Authorities in Ho Chi Minh City on Wednesday ordered 11 local gas retailers to be fined and have their licenses revoked for one year for cheating customers with poor-quality fuel.
At a meeting that day, Le Manh Ha, vice chairman of HCMC People's Committee, asked the Department of Science and Technology to calculate losses that customers suffered when buying fuel from the businesses, so that the companies can pay compensation. The violators were ordered to pay the fine of VND50 million (US$2,379) each.
Ha also said that if any fuel trader is found committing the same violation, it will probably face criminal charges.
"Cheating in fuel business brings huge benefits to fraudsters so the act needs to be punished severely as a determent," Ha said, asking related agencies to make plans to frequently inspect all gas stations across the city.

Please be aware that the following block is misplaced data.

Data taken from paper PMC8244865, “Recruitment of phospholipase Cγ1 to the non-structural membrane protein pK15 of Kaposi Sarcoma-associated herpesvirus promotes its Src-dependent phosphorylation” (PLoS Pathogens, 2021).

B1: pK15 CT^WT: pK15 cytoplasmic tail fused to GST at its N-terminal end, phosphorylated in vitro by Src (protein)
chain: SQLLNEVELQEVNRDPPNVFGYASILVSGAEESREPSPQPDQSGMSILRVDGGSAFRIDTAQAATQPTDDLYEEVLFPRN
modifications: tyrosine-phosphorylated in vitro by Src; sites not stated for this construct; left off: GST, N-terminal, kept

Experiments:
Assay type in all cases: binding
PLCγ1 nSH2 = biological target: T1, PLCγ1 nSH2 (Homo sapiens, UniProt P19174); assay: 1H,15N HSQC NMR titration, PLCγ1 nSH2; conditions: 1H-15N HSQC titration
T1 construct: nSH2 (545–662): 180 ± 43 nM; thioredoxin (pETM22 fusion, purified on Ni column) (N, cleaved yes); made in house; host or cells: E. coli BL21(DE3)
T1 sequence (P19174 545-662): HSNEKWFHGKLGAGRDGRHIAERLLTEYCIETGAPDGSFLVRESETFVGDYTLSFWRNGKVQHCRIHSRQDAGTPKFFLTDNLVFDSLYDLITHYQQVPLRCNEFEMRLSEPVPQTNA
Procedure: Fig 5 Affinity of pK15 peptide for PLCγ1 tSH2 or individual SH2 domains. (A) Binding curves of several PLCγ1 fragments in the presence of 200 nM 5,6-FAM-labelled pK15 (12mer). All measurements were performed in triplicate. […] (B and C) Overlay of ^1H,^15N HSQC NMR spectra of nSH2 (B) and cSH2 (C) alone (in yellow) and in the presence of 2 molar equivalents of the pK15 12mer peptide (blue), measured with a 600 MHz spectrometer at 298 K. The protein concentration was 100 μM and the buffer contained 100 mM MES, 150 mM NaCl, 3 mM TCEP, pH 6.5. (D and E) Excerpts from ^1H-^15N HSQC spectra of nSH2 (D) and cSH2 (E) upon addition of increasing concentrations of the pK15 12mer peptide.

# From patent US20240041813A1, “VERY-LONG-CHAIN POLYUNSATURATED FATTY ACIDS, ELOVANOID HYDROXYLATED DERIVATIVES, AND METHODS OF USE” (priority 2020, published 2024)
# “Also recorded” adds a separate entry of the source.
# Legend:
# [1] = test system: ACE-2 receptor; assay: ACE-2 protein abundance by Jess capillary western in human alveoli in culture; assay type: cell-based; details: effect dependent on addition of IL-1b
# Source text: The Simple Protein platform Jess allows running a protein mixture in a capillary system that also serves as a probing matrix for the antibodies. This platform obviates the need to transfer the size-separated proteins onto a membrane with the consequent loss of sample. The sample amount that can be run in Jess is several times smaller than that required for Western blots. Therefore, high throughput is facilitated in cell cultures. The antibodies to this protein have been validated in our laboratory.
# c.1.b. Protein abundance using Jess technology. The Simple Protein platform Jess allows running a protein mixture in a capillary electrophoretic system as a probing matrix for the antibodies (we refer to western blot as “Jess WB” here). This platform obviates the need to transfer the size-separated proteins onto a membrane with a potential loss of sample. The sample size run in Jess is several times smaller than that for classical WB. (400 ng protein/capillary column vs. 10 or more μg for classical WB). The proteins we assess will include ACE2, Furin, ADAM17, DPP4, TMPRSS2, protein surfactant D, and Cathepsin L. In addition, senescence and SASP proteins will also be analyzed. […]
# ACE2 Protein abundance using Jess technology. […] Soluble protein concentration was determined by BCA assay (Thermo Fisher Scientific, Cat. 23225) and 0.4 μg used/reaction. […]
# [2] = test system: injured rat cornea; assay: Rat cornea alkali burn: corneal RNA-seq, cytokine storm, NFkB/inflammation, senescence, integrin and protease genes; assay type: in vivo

The 11 traders were found selling fuel with a low octane rating (A83) under the labels of A92 and A95, which have higher octane ratings.
The inspections were conducted by the city's market management team in cooperation with other agencies between September 27 and November 16.
Huynh Khanh Hiep, vice director of the Department of Industry and Trade, proposed at the meeting that A83 production should be halted.
According to Hiep, A83 is not being imported into Vietnam, and his department once proposed Vietnam stop producing it domestically.
However, some businesses currently are still allowed to produce and distribute the fuel.
In related news, that day in HCMC, the Ministry of Industry and Trade's Market Management Department instructed its agencies to apply the decree which increase fines for violations in fuel trade from January 1 next year.
The decree stipulates that fuel distributors committing violations be fined VND70 million (US$3,300).
If fuel retailers are found to be selling fuel that doesn't meet the regulated quality standard, they will be fined VND10-20 million (US$475-951) and have their licenses revoked for 12 months.